Apparently non-Christians are not welcome in Alorton, Illinois. Signs around the town proclaim that in that town, “Jesus is Lord” (and Randy McCallum is mayor). According to the St. Louis Post Dispatch:
In this town of 3,000 residents, there are at least 15 churches. Maybe 20. They’re featured prominently on business street corners. They’re also tucked away — hidden almost — on residential blocks.
So you don’t need to travel far to find the good Lord, as they say. In fact, visitors can’t drive into town without a holy hello.
“Welcome to The Village of Alorton,” say two green-and-white billboards with lights shining on them. “Where Jesus is Lord. Randy McCallum Mayor.”
The Establishment Clause of the First Amendment of the US Constitution prohibits the “establishment of religion”. The Fourteenth Amendment extended this to the States (most state constitutions also mirror the First Amendment anyway). For a local government body to spend taxpayer money to erect and maintain signs like this is illegal. Despite this, the mayor of Alorton justifies his contempt for the law and the constitution by blaming her predecessor:
“But that wasn’t my doing,” he said. “They’ve been there at least 13 years. Maybe 14. They were put up before I was mayor.”
So, in her eyes, if you continue to participate in illegal activities that were established by someone else, you’re off the hook. What idiocy. Of course, he then continues with the standard “no on is complaining” line:
McCallum identifies himself as a Christian. Still, he said, he recognizes how the signs might be a problem for those who don’t subscribe to the message. McCallum said he would ask the council to remove them if people pushed for it.
“If the community didn’t want that Jesus there, I’d take the signs down immediately,” the mayor said.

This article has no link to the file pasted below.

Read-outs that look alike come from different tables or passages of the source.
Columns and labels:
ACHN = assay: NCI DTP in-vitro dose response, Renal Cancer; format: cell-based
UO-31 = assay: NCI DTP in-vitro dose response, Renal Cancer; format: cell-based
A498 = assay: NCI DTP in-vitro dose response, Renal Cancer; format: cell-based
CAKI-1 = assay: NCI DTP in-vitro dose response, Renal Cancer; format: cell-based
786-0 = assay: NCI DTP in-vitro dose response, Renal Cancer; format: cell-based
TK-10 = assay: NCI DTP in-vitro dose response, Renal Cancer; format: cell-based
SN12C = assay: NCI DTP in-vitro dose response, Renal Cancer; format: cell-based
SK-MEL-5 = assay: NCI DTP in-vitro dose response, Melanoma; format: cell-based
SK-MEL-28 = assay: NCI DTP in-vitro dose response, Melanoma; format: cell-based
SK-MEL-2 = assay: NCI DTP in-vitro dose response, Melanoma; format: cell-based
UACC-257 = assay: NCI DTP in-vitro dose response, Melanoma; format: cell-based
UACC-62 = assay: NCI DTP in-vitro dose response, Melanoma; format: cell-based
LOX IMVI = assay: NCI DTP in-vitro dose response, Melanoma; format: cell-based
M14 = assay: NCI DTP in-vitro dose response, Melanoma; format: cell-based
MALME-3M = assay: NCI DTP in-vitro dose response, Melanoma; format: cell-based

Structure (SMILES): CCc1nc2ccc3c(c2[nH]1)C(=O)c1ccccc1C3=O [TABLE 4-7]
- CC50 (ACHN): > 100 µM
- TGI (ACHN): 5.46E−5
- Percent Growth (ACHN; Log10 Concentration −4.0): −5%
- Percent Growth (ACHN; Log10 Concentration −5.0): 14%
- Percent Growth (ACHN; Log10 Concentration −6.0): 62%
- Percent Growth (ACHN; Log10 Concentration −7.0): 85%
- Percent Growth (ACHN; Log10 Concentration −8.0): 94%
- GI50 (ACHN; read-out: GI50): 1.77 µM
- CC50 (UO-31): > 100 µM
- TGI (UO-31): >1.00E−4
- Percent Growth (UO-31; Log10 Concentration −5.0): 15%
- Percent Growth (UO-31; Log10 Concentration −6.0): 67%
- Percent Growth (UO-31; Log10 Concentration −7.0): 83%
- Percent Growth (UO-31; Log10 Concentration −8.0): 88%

Of course, signs like this make it clear to non-Christians that they are unwelcome in the town. It goes beyond the whole issue of contempt for the law of the land – the people of Alorton are telling people who don’t agree with them “keep out!” They couldn’t put up a sign that proclaimed the town to be one where a certain race was paramount. So why do people feel like it’s ok to exclude people from the town on the basis of religion?
Discrimination like this is utterly disgusting. It appears that there’s a pattern of contempt for the law among mayors of this town anyway.
Former Mayor Callie Mobley, who took office in the early 1980s, said she immediately pushed for the signs. The City Council approved them, and the city paid maybe $250, $350 tops for each, Mobley said. The reason for the signs was simple.
“I believe in one God, one Baptism, and one Lord,” she said.
In March 2000, Mobley pleaded guilty of income tax evasion during her federal corruption trial, where she and her husband stood accused of stealing $140,000 from the town. McCallum became mayor.
Of course, the dominionists at Focus on the Family just love this sort of stuff. Another excuse to whine about discrimination. Obviously they aren’t bound by the law. Free exercise of religion only applies to the dominionists and their allies. Expecting these sorts of Chri$tian groups to obey the law is out of line. Yep.